Continuing on from my eBay Tips ‘n Tricks post, I figured I’d share some titbits on effective outsourcing (ala “best practices” and all that yucky corporate spiel).
I’ve generally had good experiences with outsourcing, although there have been some occasions where things have been lost in translation, or where the output wasn’t quite what was in mind. The main stumbling point is that it’s all too easy to assume that the other person perfectly understands what you’re on about.
I’ve found it a real boon to use screen capturing software to record videos that explicitly demonstrates exactly what it is that I would like done. Here is an example video that I recently used (I’ve sped it up to mask my voice):
Here are some other tips & tricks:
- Essentially anything that can be performed on a computer can be done by someone else (design, coding, and data entry are firm favourites). The only thing that cannot and must not be outsourced is activities that draw on your our own expertise.
- By all means use a NDA if you’re concerned about disclosing trade secrets. However, be aware that it’s likely to put off potential bidders. Plus, are you really going to take action against anyone who breaches the agreement? You’re best bet is to skip the NDA and instead be deliberately vague in your project brief, only then to divulge the specifics to the chosen contractor.
- If you’re not sure who to pick, then pick them all. Have a group of contractors work on a sample part of the project (eg. 1-2 articles for a 50 article site). This will become cheap and highly effective screening process.
- When posting a project on an outsourcing platform, state that the project is quick and easy to complete. This helps set expectations to bidders, driving down the price.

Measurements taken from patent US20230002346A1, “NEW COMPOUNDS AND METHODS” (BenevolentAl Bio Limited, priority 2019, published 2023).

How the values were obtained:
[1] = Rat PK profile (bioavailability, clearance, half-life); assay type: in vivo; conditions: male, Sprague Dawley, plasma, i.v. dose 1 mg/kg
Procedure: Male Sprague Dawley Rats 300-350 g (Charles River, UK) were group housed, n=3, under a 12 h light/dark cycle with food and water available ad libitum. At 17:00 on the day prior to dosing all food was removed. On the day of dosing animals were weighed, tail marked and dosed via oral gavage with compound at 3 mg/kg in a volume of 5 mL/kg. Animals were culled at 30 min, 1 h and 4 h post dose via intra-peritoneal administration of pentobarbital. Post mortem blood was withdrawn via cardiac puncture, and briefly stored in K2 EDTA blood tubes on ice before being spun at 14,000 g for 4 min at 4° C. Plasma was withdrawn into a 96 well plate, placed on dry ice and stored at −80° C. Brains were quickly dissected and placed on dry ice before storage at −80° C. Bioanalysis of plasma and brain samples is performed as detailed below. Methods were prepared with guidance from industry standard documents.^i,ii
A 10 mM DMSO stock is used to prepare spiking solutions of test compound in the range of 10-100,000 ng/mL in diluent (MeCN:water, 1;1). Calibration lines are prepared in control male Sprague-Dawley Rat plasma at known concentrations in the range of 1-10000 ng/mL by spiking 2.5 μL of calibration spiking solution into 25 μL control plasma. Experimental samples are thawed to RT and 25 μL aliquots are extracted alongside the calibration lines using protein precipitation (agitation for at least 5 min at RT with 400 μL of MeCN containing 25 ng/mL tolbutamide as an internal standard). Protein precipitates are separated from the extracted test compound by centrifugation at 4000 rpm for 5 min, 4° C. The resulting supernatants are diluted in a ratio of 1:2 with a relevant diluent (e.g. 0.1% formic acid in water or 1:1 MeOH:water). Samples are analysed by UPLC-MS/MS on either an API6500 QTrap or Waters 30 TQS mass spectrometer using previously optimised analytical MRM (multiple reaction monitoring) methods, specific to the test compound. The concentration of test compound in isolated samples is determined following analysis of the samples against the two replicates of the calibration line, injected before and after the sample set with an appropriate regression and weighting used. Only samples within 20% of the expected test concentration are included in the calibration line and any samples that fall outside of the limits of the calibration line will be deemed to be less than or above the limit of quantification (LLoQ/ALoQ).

- If you’re clueless about programming and worried about the quality of the work produced, why not hire another party to perform a QA of the code.
- Always make sure you have a clear agreement in place that spells out how owns the finished output and what the rights are for the contractor.
- After working with someone for a while, begin to hire them from outside the platform. They’ll appreciate bypassing the commissions paid to the platform, and you’ll benefit from more dedicated attention.
- Once you’ve found someone super good, keep your hands tightly around them so that they’re kept busy and don’t drift off. Even consider putting them on the payroll so that they’re not tempted to work for someone else.
- Another top tip that I’ve recently had great success with is to not only use video to train your freelancers, but also ask them to provide you with videos when they’re performing the task. This way, you can QA their work and provide feedback before they commence on larger parts of the project.
- If you’re getting a coder to upgrade an existing script, consider using a version control system (such as Subversion) to help track changes made – allowing you to see the quantity of changes made.
- If you ever get to the stage where you’re using multiple freelancers, consider hiring a team leader. Then you’ll only have to deal with one person who can take ownership of delegating tasks and managing multiple relationships.
- Consider using an open ended brief for one of the early tasks with a new freelancer; this way you can test their creative freedom and see if they can add value to your business beyond just what you’re able to envisage.
Update: Another tip added.
Update #2: Another tip added.
Update #3: More and more advice has been added. Consider this to be a ‘living’ document.